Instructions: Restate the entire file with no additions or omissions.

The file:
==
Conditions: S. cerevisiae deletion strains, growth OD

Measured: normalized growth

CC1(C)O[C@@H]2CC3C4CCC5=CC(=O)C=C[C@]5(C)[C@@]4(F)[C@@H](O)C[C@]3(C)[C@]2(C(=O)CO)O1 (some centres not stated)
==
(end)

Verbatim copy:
Conditions: S. cerevisiae deletion strains, growth OD

Measured: normalized growth

CC1(C)O[C@@H]2CC3C4CCC5=CC(=O)C=C[C@]5(C)[C@@]4(F)[C@@H](O)C[C@]3(C)[C@]2(C(=O)CO)O1 (some centres not stated)